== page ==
Since next week’s episode of Supergirl will be the concluding chapter of the “Elseworlds” crossover with The Flash and Arrow, there is no proper preview to share. In lieu of that, let’s take a brief look at this week’s episode and consider some of its pluses and minuses.
The genuine plus here is the team-up between Kara (Melissa Benoist), Nia (Nicole Maines) and Brainy (Jesse Rath). The latter, realizing who Nia really is, gets super excited to help her develop her powers without messing up the timestream too much. Kara, for her part, wants Nia to use her predicative dream abilities to suss out the identity of Agent Liberty. It leads them to Collinswood, a town near National City which is a hot bed for the Children of Liberty. As a trio, they’re dynamite and the series should shift focus to them over the DEO — which it may do considering the President’s (Bruce Boxleitner) declaration at the episode’s conclusion. Besides the ongoing flirtation between Nia and Brainy, the three are all such goobers that watching them walk into danger feels more lighthearted than the show has been since Nia’s first scenes; which is great because the show used to have a light heart to it.
Which brings us to the major minus, the capture of Ben Lockwood (Sam Witwer). On a scheduling level, it was necessary to put the plot in a holding patter for “Elseworlds,” but it drags the episode down because, ultimately, the Children of Liberty cannot be easily defeated. The episode itself actually gets to this point thanks to its final story moments. Ben may find he is more powerful in prison before the Children of Liberty inevitably stage a prison break. Whether that will be the mid-season opener or not remains to be seen. Either way, his current incarceration ends up feeling artificial.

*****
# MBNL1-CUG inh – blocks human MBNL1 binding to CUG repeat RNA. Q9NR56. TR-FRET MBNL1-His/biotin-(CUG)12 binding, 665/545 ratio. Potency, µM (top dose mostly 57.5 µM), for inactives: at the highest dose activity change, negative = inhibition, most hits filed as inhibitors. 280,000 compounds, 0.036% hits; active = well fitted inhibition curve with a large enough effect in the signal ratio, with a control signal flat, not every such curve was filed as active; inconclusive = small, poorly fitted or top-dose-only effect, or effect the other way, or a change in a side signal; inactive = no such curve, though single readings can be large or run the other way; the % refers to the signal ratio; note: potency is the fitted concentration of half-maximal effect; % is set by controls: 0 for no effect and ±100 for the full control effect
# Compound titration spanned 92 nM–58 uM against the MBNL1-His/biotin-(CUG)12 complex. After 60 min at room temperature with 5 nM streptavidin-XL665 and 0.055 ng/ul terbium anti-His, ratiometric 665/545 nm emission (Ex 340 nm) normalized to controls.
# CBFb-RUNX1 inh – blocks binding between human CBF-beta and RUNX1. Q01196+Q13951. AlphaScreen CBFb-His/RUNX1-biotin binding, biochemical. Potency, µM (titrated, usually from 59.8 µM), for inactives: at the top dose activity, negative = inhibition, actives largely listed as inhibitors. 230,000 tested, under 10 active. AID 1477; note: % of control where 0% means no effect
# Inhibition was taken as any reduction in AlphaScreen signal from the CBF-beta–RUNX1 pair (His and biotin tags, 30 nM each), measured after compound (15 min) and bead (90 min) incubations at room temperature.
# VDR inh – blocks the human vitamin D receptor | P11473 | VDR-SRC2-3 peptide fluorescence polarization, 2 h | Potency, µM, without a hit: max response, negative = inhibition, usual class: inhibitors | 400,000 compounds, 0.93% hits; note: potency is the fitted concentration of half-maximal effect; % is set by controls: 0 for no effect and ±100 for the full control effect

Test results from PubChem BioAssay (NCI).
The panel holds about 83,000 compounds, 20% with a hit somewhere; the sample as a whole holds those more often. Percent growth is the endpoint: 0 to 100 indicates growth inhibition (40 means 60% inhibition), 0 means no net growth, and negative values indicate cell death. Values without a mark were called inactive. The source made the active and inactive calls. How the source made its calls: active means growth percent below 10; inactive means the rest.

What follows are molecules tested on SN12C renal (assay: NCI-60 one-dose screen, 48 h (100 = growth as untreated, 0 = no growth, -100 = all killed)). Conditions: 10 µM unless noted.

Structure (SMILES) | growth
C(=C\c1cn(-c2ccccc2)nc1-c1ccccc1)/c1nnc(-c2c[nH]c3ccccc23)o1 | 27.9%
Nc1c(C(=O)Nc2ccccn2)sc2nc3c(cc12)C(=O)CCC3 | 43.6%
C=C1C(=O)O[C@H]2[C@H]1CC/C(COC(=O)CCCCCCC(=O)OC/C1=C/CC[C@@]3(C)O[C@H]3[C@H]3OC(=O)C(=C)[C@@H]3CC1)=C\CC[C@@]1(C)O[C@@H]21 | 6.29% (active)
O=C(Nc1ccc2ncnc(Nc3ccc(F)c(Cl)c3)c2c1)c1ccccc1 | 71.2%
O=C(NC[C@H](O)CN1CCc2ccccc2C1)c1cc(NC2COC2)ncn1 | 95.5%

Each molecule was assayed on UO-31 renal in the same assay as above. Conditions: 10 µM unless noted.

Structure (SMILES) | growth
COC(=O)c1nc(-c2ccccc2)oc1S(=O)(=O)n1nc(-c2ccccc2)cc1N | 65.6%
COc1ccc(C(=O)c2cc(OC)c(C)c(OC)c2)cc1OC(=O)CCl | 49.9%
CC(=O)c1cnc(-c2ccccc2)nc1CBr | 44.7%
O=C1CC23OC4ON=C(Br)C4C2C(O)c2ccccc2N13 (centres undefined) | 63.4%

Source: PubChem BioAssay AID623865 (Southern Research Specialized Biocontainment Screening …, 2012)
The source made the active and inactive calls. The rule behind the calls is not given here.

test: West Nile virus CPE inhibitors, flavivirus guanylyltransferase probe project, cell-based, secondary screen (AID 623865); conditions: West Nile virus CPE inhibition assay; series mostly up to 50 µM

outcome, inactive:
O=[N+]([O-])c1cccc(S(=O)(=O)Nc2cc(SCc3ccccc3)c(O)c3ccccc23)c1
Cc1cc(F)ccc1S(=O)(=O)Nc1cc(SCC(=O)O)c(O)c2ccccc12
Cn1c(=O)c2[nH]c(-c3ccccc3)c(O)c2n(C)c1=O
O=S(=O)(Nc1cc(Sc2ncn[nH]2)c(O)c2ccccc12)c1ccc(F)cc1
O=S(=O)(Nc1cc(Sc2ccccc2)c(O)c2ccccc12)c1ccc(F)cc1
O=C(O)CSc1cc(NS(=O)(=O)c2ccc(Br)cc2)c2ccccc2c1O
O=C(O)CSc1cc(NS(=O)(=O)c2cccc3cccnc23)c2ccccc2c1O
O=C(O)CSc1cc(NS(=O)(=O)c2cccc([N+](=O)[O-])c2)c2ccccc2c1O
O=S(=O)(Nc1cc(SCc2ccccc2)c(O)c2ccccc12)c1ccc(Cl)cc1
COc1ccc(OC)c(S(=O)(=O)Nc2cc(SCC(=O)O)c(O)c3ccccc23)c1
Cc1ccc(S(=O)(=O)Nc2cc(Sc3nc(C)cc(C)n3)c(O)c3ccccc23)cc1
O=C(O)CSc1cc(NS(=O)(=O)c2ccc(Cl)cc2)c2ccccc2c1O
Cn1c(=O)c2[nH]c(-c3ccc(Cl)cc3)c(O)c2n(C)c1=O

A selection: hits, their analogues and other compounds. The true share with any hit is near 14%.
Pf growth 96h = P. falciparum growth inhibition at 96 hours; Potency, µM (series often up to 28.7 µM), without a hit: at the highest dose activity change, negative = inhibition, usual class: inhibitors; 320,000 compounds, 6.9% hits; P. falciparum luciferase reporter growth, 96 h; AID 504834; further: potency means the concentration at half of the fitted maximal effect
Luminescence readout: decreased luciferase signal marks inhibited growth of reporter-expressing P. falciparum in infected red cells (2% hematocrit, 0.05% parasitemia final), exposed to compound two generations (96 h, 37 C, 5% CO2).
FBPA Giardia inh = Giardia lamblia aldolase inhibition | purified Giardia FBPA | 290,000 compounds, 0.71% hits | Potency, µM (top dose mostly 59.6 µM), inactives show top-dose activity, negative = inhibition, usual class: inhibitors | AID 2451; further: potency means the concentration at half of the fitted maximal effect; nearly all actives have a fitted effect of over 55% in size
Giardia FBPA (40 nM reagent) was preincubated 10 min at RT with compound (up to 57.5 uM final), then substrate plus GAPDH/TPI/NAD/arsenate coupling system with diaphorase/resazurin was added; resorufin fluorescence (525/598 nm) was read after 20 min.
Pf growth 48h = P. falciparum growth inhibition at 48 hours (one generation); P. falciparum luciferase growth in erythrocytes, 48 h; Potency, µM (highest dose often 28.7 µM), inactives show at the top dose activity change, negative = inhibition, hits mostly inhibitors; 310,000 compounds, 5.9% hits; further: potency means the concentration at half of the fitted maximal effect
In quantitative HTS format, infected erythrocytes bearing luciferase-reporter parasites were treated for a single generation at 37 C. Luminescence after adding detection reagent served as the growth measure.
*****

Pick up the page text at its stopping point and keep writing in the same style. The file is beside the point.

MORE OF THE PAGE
Another plus: David Ajala as Manchester Black. He’s just so charismatic and his argument often feels valid — at least in the context of Earth-38. Defeating Ben Lockwood will not put out the fire he’s started and a bloody conflict may be the only solution. Unfortunately, Manchester played his hand too quickly and his storyline will remain in a holding patter until he somehow gets the powers from Lena Luthor’s (Katie McGrath) experiment. Maybe Lex Luthor (Jon Cryer) will be The Elite’s secret benefactor. In the meantime, though, expect more scenes with J’onn (David Harewood) which just go in circles.
And that may be the overall problem with the Agent Liberty storyline: it can only go in circles. The show clearly does not want to an end to Lockwood, but defeating does not end the movement. For the show’s use of aliens as a metaphor for marginalized people to have any power, the Children of Liberty must be a permanent facet of the show from here on out; which means the show’s lighter heart must give way to a program grimmer than Arrow. Supergirl cannot walk away from this metaphor easily and as a result, people like Alex (Chyler Leigh) and J’onn get pushed aside for the obligation to the message.
Unless they can convincingly pin all of this on Lex and move on to something else, but that seems unlikely. But with “Elseworlds” forming the mid-season finale for Supergirl, it ongoing race metaphor will not be our worry until the show returns to its regular plot in January.